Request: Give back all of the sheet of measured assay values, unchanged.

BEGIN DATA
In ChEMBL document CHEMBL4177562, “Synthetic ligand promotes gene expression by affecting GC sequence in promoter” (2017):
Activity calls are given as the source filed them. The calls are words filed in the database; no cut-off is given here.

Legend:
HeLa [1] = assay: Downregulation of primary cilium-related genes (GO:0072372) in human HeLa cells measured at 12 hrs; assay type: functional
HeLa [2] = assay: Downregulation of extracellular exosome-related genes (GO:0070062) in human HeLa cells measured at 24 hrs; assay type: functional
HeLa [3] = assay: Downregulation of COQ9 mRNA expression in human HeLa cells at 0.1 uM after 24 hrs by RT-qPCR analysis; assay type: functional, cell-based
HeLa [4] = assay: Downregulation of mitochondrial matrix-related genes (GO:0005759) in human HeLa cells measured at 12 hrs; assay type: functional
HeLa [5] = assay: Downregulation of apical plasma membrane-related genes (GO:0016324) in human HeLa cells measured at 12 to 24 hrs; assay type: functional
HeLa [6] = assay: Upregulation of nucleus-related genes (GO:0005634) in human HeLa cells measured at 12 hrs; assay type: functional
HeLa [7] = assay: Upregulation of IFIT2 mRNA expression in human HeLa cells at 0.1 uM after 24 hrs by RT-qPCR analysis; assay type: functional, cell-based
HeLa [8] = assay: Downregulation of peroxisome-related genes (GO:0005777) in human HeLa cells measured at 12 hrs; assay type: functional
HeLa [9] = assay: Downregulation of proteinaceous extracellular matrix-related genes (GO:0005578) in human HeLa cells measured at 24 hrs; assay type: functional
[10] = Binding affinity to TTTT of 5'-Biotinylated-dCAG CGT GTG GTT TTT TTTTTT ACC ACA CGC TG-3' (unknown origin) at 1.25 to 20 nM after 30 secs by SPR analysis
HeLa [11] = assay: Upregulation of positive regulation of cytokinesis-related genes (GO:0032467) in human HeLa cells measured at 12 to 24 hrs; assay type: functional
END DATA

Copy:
In ChEMBL document CHEMBL4177562, “Synthetic ligand promotes gene expression by affecting GC sequence in promoter” (2017):
Activity calls are given as the source filed them. The calls are words filed in the database; no cut-off is given here.

Legend:
HeLa [1] = assay: Downregulation of primary cilium-related genes (GO:0072372) in human HeLa cells measured at 12 hrs; assay type: functional
HeLa [2] = assay: Downregulation of extracellular exosome-related genes (GO:0070062) in human HeLa cells measured at 24 hrs; assay type: functional
HeLa [3] = assay: Downregulation of COQ9 mRNA expression in human HeLa cells at 0.1 uM after 24 hrs by RT-qPCR analysis; assay type: functional, cell-based
HeLa [4] = assay: Downregulation of mitochondrial matrix-related genes (GO:0005759) in human HeLa cells measured at 12 hrs; assay type: functional
HeLa [5] = assay: Downregulation of apical plasma membrane-related genes (GO:0016324) in human HeLa cells measured at 12 to 24 hrs; assay type: functional
HeLa [6] = assay: Upregulation of nucleus-related genes (GO:0005634) in human HeLa cells measured at 12 hrs; assay type: functional
HeLa [7] = assay: Upregulation of IFIT2 mRNA expression in human HeLa cells at 0.1 uM after 24 hrs by RT-qPCR analysis; assay type: functional, cell-based
HeLa [8] = assay: Downregulation of peroxisome-related genes (GO:0005777) in human HeLa cells measured at 12 hrs; assay type: functional
HeLa [9] = assay: Downregulation of proteinaceous extracellular matrix-related genes (GO:0005578) in human HeLa cells measured at 24 hrs; assay type: functional
[10] = Binding affinity to TTTT of 5'-Biotinylated-dCAG CGT GTG GTT TTT TTTTTT ACC ACA CGC TG-3' (unknown origin) at 1.25 to 20 nM after 30 secs by SPR analysis
HeLa [11] = assay: Upregulation of positive regulation of cytokinesis-related genes (GO:0032467) in human HeLa cells measured at 12 to 24 hrs; assay type: functional